The sensor helps gather some important objective information - when the patient goes to sleep, when she is awake, her heart rate and movement, when the patient awakes. One can quibble that the measurement of various types of sleep are only estimations, but I maintain that over time one gets an idea about what one might be able to do to improve sleep. Certainly, over time, one can decipher a better night's sleep from a worse night's sleep. One can detect patterns of improvement or regression. One can ask why and try various supplements or drugs.
Let me make some suggestions as to what might
help. None of this should be taken as medical advice. I am not a doctor and
have never had the slightest interest in being one (although I have taught a
number of terrific doctors!).
Vasoactive Intestinal peptide
Vasoactive Intestinal Peptide
(VIP) is a neuropeptide with a host of activities in the human body. In ME/CFS,
it was studied by Don Staines about ten years ago.
Very little follow up study in ME/CFS has been done of this neuropeptide. One wonders why. Both Dr. Paul Cheney and Dr.
Ritchie Shoemaker used it in their practices with varying success (until they
retired). Dr. Shoemaker describes it here, as it applies to CIRS. It appears to have broad activity. Dr. Cheney believes it helps reboot the deranged sleep cycle in the illness. The idea is
that it needs to be taken from 9-18 months to have effect. VIP is
taken in very small amounts by mouth several times a day. VIP can be procured by prescription from one compounding pharmacy in the US. Various testimonials can
be found on VIP activities in ME/CFS by searching online, although not a whole
lot is available. VIP is a vasodilator that seems to potentiate other drugs or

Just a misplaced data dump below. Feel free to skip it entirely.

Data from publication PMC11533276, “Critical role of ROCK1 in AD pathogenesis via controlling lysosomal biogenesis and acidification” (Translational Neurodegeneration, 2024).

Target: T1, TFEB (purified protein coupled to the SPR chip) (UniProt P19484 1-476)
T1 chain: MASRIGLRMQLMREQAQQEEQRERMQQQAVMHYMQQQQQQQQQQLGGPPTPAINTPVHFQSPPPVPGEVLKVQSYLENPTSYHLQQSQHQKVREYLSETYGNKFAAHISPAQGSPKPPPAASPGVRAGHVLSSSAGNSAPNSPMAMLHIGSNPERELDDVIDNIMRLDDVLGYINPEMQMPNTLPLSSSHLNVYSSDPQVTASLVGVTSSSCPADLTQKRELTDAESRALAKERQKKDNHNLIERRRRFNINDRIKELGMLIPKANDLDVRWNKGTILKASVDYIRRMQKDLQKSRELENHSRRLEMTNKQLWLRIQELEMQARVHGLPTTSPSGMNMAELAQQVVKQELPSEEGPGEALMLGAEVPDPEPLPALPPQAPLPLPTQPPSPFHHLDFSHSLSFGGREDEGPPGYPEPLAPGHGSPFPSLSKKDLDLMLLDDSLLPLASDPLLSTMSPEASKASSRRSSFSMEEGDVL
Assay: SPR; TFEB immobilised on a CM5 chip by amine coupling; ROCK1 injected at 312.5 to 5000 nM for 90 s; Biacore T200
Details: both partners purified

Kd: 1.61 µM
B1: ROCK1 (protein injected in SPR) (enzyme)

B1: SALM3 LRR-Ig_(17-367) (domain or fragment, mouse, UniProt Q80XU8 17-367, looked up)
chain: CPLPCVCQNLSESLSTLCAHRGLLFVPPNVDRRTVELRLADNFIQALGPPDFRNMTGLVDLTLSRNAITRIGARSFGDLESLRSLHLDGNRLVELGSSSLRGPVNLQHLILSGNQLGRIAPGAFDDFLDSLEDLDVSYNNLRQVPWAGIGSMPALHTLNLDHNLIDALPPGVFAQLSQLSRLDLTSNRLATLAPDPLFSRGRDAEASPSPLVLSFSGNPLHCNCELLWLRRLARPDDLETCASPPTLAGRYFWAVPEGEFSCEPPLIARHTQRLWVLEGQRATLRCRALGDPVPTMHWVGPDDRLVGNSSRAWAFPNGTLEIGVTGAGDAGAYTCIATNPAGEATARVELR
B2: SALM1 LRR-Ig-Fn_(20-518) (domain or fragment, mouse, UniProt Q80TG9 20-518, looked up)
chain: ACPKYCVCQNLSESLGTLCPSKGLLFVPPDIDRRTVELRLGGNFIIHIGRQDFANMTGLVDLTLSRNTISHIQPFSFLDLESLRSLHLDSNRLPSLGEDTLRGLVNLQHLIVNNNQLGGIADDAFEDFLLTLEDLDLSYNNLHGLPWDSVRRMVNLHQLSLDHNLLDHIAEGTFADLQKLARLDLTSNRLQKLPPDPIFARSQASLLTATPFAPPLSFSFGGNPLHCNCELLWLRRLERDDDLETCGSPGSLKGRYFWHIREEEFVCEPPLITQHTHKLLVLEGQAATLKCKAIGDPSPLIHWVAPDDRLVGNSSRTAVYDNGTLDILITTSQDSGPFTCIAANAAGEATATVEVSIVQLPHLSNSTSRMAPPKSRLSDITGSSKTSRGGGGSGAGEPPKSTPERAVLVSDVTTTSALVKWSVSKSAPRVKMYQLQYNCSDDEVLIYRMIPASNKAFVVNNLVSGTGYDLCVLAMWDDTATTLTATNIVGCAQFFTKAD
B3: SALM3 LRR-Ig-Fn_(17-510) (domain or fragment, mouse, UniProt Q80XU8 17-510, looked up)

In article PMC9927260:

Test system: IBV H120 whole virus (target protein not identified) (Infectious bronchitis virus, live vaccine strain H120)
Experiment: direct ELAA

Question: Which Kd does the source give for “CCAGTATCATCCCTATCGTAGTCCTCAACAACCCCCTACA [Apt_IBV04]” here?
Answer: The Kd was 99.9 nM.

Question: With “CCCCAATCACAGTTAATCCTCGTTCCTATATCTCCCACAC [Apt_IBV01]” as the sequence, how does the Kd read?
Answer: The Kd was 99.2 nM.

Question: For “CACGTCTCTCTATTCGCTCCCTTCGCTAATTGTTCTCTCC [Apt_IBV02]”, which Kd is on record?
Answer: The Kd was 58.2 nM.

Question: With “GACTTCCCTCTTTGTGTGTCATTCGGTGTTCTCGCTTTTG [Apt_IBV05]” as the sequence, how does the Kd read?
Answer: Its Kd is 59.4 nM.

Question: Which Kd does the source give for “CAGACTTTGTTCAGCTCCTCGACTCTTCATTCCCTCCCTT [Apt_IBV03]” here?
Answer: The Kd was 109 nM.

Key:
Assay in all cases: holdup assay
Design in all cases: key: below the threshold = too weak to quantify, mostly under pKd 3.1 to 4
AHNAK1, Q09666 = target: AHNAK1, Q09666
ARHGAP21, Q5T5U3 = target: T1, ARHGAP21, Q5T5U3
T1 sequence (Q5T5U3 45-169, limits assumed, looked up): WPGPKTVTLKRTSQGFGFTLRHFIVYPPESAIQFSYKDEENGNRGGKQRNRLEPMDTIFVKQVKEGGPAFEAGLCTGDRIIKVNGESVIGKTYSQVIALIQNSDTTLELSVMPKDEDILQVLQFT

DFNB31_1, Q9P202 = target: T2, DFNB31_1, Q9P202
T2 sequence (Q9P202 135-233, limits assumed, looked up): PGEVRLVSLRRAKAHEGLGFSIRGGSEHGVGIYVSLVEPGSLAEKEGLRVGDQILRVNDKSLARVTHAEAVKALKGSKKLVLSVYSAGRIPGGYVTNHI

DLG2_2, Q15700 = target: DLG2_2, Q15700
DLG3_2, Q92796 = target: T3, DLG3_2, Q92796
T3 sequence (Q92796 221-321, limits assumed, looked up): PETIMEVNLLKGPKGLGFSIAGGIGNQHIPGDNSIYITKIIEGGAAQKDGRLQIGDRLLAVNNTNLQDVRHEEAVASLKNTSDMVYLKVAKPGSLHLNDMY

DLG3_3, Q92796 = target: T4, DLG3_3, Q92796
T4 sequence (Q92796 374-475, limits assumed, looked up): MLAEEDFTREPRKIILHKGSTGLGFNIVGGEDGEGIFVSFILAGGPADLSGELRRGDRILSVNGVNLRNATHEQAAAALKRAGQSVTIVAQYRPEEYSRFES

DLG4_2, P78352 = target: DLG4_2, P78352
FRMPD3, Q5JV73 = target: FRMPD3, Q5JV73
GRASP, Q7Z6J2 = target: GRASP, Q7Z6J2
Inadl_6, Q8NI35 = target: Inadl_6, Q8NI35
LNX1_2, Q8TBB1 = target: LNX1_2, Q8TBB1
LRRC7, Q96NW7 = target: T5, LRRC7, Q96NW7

supplements. It is believed to help with sleep. As part of
the Cheney protocol it is described here. This is from several years ago. Testing VIP levels can be
done at ARUP labs. Other labs appear to be unreliable.
In the last two or three years,
I have learned about transdermal or liposomal delivery of various items,
including B12. B12 can be very effective when injected, either methyl or hydroxyl
or both. However, for certain patients, injections present a real problem. One
very nice solution is the transdermal b12 oils, made in Australia. They can purchased through b12oils.com. This company makes an adenoysl
B12 spray as well as both methyl and hydroxyl and various other combinations,
including a transdermal b-complex. The oils are delivered by a predetermined
sized spray to be rubbed directly on the skin. There are several discussions of b12 oils on Phoenix Rising. This product increases B12 on an OAT test. B12 is closely linked to B2. One can also buy or make several different
liposomal b12s. Liposomal products generally are better absorbed. Taking methyl b12
can help with sleep.
A number of years ago I
began looking around for ways to get magnesium in the body other than through
pills or injections. I came upon a magnesium sulfate cream made by KirkmanLabs. This is effective for short durations, perhaps an hour or two. Ultimately,
I explored how to make transdermal magnesium myself. This
could be both cheaper and allow me to make larger amounts. Through the internet
I have learned to make a transdermal magnesium chloride cream that allows a
serious uptake of magnesium. It is especially helpful if applied prior to sleep. It is relatively inexpensive, and it works. Applied in enough volume to the skin, magnesium
is critical in putting a person on the road to sleep. Its duration of activity
seems to be two hours at the most. To further increase magnesium, I have learned to make emulsified or liposomal products. Specifically, I
have learned how to liposomalize magnesium threonate. This really helps taken prior to sleep or during the night, and it lasts considerably
longer than the lotion. In my view, magnesium is a key to solid sleep. Various liposomal magnesium products can be bought online or from compounding pharmacies. They tend to be expensive.